I spent the next years at university supposedly in preparation the life I am now leading.  Anyone knowing me would agree that the only preparation for the life I now live would have been to enter the Naval or Coast Guard Academies, as I now own a sailing vessel with a “mad computer expert/sailor” and spend my time living on the sea and writing  in obscure Caribbean waters.  

At any rate, during my freshman year I resided  in the compulsory dorm housing, with its many varied activities, of which I was Social Chairman, and its just as many “panty raids” and other sources of raunchy delight.   Happiness filled me  when the beginning of my sophomore year finally arrived and I could move into the huge, imposing  white columned sorority house.  I had worked as a Girl Scout Camp Counselor during the intervening summer and was eagerly awaiting  the sophistication of Greek living, with it’s secret initiations, the wearing of the pin, evening song fests, fraternity serenades and “bum” room necking.  At the time, those activities seemed as important as a career, which I then regarded as “way down the road.”

In the basement of our sorority house there was a huge red bricked fireplace.  It covered an entire wall.  Upon initiation each initiate was awarded her own individual brick on which she painted her name, in personal artistic style, thus rendering her a mortal place in the history of Greek living.  The university allowed only twenty students a year for membership into each fraternal system.  This being a small number, there was always room on the extensive brick wall for yet another pledge class.  As I had largely forgotten this ritual, I was totally astonished upon returning, twenty five years later, at the number of names on the fireplace wall.  Most of my pledge sisters also attended that reunion and I remember that finding our individiual bricks was the most fun of all.

 

This year, however, as I discover the 35th reunion rapidly approaching I find myself with confused, mixed feelings.  Our pledge class is very close.  During the three and one half decades that have passed since graduation, we have never  missed a summer  newsletter where most contribute.  Those that are unable to write one year will remember the next.  In this way we are able to keep up with all of our families --  births, deaths, illnessess, careers, marriages, divorces, lovers, travels, drugs, hobbies, homes, children, grandchildren, their achievements, their lovers, their spouses, their drugs, their travels, their careers,  their mid-life crisis, our mid-life crisis, our bankruptcies, our alcoholism, and every sort of petty crime but murder.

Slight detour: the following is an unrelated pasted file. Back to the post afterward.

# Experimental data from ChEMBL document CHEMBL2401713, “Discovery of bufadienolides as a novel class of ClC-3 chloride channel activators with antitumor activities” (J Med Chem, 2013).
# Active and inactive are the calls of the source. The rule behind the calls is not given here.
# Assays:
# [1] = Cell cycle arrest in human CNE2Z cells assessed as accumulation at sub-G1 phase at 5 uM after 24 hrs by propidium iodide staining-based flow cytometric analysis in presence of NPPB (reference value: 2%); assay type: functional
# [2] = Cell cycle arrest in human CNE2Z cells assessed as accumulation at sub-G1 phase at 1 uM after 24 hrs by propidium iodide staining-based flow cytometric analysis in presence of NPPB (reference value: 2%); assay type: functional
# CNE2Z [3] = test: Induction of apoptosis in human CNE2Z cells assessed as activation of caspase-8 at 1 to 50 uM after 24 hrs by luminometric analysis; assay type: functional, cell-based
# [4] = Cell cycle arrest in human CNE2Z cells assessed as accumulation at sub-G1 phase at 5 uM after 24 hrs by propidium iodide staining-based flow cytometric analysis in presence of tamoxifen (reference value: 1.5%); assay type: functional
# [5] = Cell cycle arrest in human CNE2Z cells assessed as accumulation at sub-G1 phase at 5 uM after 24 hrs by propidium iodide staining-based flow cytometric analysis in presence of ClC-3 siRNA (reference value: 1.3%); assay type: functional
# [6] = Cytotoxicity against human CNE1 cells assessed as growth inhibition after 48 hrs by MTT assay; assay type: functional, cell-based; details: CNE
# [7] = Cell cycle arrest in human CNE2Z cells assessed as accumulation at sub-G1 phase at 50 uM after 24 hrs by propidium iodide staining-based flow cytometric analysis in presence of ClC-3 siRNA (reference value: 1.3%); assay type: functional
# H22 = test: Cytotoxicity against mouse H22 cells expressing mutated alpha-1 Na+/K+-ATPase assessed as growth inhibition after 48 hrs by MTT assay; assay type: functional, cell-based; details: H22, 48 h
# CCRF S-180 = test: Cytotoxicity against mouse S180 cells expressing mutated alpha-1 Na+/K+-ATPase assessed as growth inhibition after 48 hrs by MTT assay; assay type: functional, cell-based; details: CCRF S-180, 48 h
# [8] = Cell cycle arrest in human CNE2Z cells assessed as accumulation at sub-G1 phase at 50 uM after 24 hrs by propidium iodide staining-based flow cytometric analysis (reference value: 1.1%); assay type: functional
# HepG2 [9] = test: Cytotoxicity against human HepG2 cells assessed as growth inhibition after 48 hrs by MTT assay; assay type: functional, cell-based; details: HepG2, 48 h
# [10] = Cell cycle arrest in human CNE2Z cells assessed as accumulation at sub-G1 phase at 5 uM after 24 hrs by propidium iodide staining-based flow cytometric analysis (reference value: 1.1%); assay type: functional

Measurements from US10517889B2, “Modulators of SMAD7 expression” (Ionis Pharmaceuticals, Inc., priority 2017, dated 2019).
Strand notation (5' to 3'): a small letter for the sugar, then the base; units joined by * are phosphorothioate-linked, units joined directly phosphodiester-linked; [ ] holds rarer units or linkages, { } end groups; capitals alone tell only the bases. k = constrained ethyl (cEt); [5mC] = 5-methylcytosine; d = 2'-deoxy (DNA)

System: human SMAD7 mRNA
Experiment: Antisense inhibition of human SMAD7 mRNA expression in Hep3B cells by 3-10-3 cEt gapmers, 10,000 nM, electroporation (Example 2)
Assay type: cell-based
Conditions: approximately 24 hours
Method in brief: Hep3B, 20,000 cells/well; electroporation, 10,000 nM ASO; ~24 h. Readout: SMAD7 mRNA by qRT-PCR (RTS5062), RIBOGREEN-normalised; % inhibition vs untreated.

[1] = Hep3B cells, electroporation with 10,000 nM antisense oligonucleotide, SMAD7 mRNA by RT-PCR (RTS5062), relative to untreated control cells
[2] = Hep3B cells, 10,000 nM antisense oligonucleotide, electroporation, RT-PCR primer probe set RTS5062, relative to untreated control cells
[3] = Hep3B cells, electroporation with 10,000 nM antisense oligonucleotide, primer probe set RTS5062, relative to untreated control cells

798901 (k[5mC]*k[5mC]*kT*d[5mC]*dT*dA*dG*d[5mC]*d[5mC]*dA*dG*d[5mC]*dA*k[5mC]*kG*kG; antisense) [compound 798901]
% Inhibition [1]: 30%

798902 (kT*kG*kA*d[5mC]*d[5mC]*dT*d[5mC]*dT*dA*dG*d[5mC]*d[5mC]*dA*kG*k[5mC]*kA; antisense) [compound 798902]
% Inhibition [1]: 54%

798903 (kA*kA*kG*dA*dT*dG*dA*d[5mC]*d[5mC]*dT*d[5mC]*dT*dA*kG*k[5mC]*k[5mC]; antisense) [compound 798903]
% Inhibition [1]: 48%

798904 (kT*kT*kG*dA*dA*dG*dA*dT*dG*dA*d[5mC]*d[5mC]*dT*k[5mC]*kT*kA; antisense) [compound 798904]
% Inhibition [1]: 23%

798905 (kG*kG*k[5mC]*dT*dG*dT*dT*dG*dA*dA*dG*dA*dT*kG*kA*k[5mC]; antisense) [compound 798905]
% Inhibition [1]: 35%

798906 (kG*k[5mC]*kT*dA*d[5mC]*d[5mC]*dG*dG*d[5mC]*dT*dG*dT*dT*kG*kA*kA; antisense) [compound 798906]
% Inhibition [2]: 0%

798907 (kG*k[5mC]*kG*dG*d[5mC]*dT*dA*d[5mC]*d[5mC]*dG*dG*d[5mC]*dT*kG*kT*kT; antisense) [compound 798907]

Because of this totally and honestly revealed annual manual of written information, I feel that I now know my pledge class fairly well.  This is what I want to reunite with  Being in charge of the 25th newsletter (a different sister takes responsibility each year) I made the suggestion that we meet somewhere, before the reunion itself, for a couple of days.  This worked out beautifully as one of our class mates had a large lovely summer home on a nearby lake and graciously invited us all to spend four days before the actual university reunion began.

This worked out really well.  We were as we are.  Talented, stylish, intellectual, caring, women reuniting to spend some time remembering the fun of when we were not all of these many and varied individuals.  Since most of us had been roommates, at one time or another during those years, there were many funny antidotes to recall.  We laughed, cried, hugged and inwardly cringed the entire time at the lake house.  We took hikes, waterskied, went out for dinner, drank, gossipped, cried some more, rated and berated the happenings of our lives, all without the presence of husbands, lovers, children, parents, relatives or friends (other than ourselves)

Not surprisingly, the university reunion several days later, wasn’t nearly as much fun.  In fact, it was a great let-down.  I want to remember the campus as it was.  I want to know my pledge sisters as they are.